EU-China trade relations require cool heads

By George N. Tzogopoulos Source:Global Times Published: 2013-12-5 19:33:01

Illustration: Liu Rui/GT

Illustration: Liu Rui/GT

Trade relations between the EU and China are of key importance for both sides. The two are highly interdependent, constituting two of the biggest traders in the world.

Nevertheless, although their economic cooperation has been relatively smooth in past years, there are disputes which partly influence the good climate. One of the most characteristic examples is related to the so-called anti-dumping duties initially proposed by the European Commission to be applied to imports of Chinese solar panels sold in Europe.

In the view of the European Commission, the price of these Chinese products is much lower in comparison to similar European ones, jeopardizing market stability. As a response, Trade Commissioner Karel De Gucht has led an extended investigation, which lasted 13 months, pushing toward the imposition of new tariffs.

His perceived objective has been to protect European manufacturers by offering them oxygen to survive the competition.

In parallel with the Commission, the EU Council also backed its proposal. Subsequently, duties will apply for two years as of December 6.

The decision reached is based on an accord negotiated with China on July 27. On this basis, various Chinese solar companies accepted to sell their panels in the EU at a minimum price of 0.56 euros ($0.76) per watt.

In practice, this means that those Chinese exporters who favor the compromise will continue to be exempt from paying any anti-dumping duties which will otherwise stay at an average of 47.6 percent.

The good news is that the achieved solution has come through consultations between Brussels and Beijing, highlighting the importance of fruitful negotiations for solving similar thorny issues.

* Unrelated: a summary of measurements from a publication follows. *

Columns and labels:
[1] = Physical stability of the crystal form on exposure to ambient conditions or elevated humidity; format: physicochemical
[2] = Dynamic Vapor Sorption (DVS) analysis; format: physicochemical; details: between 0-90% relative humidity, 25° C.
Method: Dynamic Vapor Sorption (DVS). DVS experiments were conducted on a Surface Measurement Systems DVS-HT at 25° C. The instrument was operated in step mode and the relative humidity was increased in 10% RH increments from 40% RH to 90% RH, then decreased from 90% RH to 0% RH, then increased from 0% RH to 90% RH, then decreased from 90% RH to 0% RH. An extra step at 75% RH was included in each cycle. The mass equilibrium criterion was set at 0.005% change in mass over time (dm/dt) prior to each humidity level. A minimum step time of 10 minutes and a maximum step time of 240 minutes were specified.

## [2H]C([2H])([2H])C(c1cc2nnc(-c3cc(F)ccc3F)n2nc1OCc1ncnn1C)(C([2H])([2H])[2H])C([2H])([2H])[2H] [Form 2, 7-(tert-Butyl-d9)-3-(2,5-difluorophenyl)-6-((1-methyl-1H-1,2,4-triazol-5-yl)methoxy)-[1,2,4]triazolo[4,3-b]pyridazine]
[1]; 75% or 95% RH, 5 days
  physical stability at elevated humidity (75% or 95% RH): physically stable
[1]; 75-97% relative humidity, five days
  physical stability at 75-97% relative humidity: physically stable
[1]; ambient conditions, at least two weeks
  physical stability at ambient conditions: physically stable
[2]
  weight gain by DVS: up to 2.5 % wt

From the very beginning, the European Commission has presented a tough stance toward China on launching anti-dumping levies. The solar panels case dominates trade disputes, but it also reveals diverging positions in Europe.

Leading European countries such as Britain and Germany were hesitant to accept the proposal of the Commission.

London, for instance, opposed the plan on the grounds that it could hit British business interests supplying solar equipment.

On the same wavelength, the country's Solar Trade Association lobbied against the Commission's initiative, warning of negative consequences for companies.

For its part, Germany did follow a similar policy in line with that of Britain.

The Federation of German Industries led the campaign against anti-dumping levies anticipating a significant rise in the price of solar panels in Europe.

Further to this, Berlin was keen on protecting its excellent economic cooperation with Beijing by removing barriers which could cause frustration to the latter.

That is why Chancellor Angela Merkel attempted to successfully mediate in order for a compromise to be found on the matter.

On May 26, for example, she expressed her will to engage in negotiations during a press conference with China's Premier Li Keqiang in Beijing.

In spite of disagreements, even if they derive from leading European countries, the nature of European integration is based on the logic of making concessions and then compromises.

Only on these grounds can 28 member states find common denominators on highly different subjects and preserve their union. This is what also happened in the case of anti-dumping duties for Chinese solar panels.

Within this context, member states opposing the measures gave their authorization. In the final account, European law empowers the Commission to take similar actions as it happened with anti-dumping fines.

From another perspective, however, the solution which was found on July 27 and was approved by Brussels cannot be satisfactory for many Chinese companies disagreeing with the amicable settlement.

Their argument, that the new measures are protectionist, is fair and rational, and is likely to lead Beijing to follow similar practices on European products exported into the country such as wine.

In other words, the muscular stance shown by the EU might generate an understandably aggressive reaction from China, locking trade in a labyrinth of disputes and problems.

It is not worth starting a debate on whether Brussels or Beijing should assume greater responsibility for occasional disagreements as it is happening with solar panels. What is more significant for both sides is to avoid extreme reactions and policies which can undermine their relations in the new interdependent multipolar world.

Of course being wilful, obstinate and parochial cannot constitute useful elements for a cooperative policy.

This is also the case with the counterproductive logic of retaliation in international politics.

The author is a research fellow at the Hellenic Foundation for European and Foreign Policy.

Posted in: Viewpoint

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